Painting symbol of faithfulness
Chinese people’s admiration of horses dates back thousands of years. They love horses for their symbolization of leadership, faithfulness and vigor in the nation’s civilization.
There are countless Chinese artworks with animal themes but few feature them bathing until one of the greatest painters and calligraphers of the Yuan Dynasty (1279-1368), Zhao Mengfu (1254-1322), created a handscroll called “Yuma Tu” — a painting of bathing horses.
He excelled in portraying horses, which appear in many other of his celebrated works, such as “Grooms and Horses,” collected by The Metropolitan Museum of Art, and “Man Riding a Horse” in the collection of The Palace Museum.
Born in today’s Huzhou in Zhejiang Province, the polymath scholar was a descendant of the Song imperial family and therefore received a good education during his childhood. The Song Dynasty (960-1279) eventually collapsed in 1279 and was conquered by Mongol forces led by Kublai Khan (1215-94).
Introduced by the Censor-in-chief Cheng Jufu, Zhao had an audience with Kublai Khan in 1286. Admired by the founder of the Yuan Dynasty, Zhao was appointed to a post in the Ministry of War. In 1310, he served as a prominent official in the Imperial Academy.
The handscroll, 28.1 centimeters wide and 155.5 centimeters long, was commissioned by Külüg Khan (1281-1311), who is also known as Emperor Wuzong of Yuan.
Külüg Khan was the great-grandson of Kublai Khan. During his reign in the early 14th century, Külüg Khan asked Zhao to create a horse-bathing painting, through which viewers could get a glimpse of the country’s peace and prosperity.
To find inspiration, Zhao spent several days in the imperial horse ranch where thousands of fine horses were looked after by professional stablemen.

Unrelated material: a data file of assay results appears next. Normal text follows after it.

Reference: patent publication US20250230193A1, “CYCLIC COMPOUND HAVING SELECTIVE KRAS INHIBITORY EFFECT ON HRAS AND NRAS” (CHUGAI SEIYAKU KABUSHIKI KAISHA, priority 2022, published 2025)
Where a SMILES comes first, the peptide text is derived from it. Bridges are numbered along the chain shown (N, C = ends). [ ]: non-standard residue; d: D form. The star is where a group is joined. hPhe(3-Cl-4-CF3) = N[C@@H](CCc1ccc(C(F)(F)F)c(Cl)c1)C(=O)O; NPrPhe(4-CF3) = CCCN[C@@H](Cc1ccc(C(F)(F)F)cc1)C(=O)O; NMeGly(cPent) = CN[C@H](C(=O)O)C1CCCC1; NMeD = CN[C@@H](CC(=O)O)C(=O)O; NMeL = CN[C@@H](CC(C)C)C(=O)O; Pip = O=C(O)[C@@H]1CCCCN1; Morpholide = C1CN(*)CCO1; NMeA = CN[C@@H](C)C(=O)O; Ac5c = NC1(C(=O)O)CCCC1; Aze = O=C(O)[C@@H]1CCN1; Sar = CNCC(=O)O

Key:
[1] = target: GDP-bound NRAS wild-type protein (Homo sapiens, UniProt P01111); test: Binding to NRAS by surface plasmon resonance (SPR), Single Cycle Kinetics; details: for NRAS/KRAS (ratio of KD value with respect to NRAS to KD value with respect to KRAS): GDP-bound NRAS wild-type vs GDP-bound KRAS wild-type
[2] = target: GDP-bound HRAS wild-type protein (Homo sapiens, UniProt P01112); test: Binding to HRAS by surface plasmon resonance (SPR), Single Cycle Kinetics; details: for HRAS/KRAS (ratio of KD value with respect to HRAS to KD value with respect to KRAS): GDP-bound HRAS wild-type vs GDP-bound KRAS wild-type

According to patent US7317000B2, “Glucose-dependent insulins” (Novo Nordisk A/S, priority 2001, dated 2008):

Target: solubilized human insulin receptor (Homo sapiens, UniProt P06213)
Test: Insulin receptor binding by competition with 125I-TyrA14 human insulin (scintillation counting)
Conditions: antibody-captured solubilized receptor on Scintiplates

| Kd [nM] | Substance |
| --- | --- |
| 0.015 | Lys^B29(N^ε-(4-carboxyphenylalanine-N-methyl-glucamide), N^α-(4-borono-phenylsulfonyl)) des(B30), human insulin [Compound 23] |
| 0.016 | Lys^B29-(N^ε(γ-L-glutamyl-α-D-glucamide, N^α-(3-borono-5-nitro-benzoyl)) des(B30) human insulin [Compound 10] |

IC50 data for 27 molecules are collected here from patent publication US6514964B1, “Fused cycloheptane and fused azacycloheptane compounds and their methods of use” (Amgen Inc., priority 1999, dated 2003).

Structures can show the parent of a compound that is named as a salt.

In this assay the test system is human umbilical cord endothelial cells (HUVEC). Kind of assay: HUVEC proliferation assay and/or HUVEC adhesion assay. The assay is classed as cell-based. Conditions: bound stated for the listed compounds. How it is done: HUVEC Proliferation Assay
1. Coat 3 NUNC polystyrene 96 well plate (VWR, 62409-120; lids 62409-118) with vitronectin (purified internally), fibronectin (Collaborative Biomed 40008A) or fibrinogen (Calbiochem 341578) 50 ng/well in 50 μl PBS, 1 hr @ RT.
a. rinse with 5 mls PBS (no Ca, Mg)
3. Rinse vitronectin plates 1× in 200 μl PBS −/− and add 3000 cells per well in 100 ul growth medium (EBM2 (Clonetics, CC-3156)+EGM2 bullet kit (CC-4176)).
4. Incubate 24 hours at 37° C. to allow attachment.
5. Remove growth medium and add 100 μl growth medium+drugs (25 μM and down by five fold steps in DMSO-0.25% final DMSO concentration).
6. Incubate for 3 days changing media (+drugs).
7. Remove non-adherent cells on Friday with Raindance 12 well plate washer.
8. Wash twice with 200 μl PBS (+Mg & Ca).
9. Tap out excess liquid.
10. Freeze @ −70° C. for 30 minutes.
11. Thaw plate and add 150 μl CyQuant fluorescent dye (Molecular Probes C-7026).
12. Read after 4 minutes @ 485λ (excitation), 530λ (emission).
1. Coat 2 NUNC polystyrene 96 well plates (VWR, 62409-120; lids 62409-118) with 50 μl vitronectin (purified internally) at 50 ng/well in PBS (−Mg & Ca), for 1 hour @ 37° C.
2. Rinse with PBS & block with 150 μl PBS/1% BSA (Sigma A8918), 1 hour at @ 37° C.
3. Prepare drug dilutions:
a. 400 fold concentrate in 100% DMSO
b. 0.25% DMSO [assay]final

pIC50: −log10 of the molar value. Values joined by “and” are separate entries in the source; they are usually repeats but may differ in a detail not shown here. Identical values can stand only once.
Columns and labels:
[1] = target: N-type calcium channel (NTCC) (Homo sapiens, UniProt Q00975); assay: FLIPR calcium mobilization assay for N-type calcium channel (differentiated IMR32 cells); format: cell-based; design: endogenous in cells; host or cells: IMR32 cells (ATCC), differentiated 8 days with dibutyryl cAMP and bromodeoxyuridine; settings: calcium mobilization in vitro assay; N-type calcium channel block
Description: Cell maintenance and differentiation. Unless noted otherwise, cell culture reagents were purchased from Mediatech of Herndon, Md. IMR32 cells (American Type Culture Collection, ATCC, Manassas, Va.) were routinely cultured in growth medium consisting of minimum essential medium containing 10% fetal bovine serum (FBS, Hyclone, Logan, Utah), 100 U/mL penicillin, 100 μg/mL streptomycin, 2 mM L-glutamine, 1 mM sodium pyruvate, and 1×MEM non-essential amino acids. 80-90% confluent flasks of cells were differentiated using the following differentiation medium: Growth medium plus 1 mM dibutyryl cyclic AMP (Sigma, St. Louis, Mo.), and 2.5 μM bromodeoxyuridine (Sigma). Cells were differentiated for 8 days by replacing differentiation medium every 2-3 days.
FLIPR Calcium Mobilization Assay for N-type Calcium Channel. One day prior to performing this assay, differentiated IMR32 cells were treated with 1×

While the stablemen were busy cleaning the horses, Zhao picked up a tree branch and used it to practice drawing.
As a horse enthusiast, Zhao devoted himself to observing the animal. He was familiar with horse appearances, manners and behaviors. It is said that Zhao once shut himself in his room for several days in order to create a horse painting.
His wife Guan Daosheng (1262-1319), who was also an accomplished poet, painter and calligrapher, was worried about him. Opening his door quietly, Guan found that Zhao was crawling around the room impersonating a horse.
Zhao also locked himself in his room during the creation of the “Yuma Tu,” which features nine stablemen and 14 horses.
Viewed from right to left, the handscroll can be divided into three sections. In the first part five horses are leisurely walking into a pond, waiting to be cleaned. The water is so crystal clear that the lower limbs of horses under water are visible.
The second part is the highlight of the painting, which portrays four stablemen bathing three horses, a black, khaki and brown horse. Wearing white shorts, three of the four stablemen are half naked, which is rare in an ancient Chinese painting.
After bathing, stablemen lead the horses ashore. Sitting on the ground, on the left side of the painting, a stableman is putting on his pants and boots. His horse is tied to a tree, around which many garments are deposited.
The horses are of various colors and postures. Some have their heads lowered to drink from pond whilst others stare into the distance.
A brown horse on the upper right corner of the painting lies down to rest.
Emperor Wuzong adored Zhao’s bathing horses painting for his superb drawing technique and the peaceful tone of the painting. The harmonious handscroll, however, didn’t change the fate of the dynasty. In 1368, the regime was overthrown by the forces led by Zhu Yuanzhang (1328-98). Since then, Zhao’s masterpiece, which was carefully stored in the imperial warehouse in the Yuan Dynasty, wasn’t shown publicly until the reign of Emperor Qianlong (1711-99) of the Qing Dynasty.
Fascinated by the handscroll, Emperor Qianlong inscribed four Chinese characters “Qingxi Longyue,” literally a clear stream and dragon jump. He also composed a poem for the painting.
After the overthrow of the imperial court, Zhao’s “Yuma Tu” was smuggled out of the palace by Puyi (1906-67), the last emperor of the Qing Dynasty. In 1946, Zheng Dongguo, a commander of Kuomintang in Northeast China during the Chinese civil war, owned the treasure.
In 1948, Zheng surrendered to the troops of the Communist Party of China led by Mao Zedong (1893-1976). Instead of using his real name, he denoted Zhao’s “Yuma Tu” to the Palace Museum under an alias, Zheng Youmin, in 1964.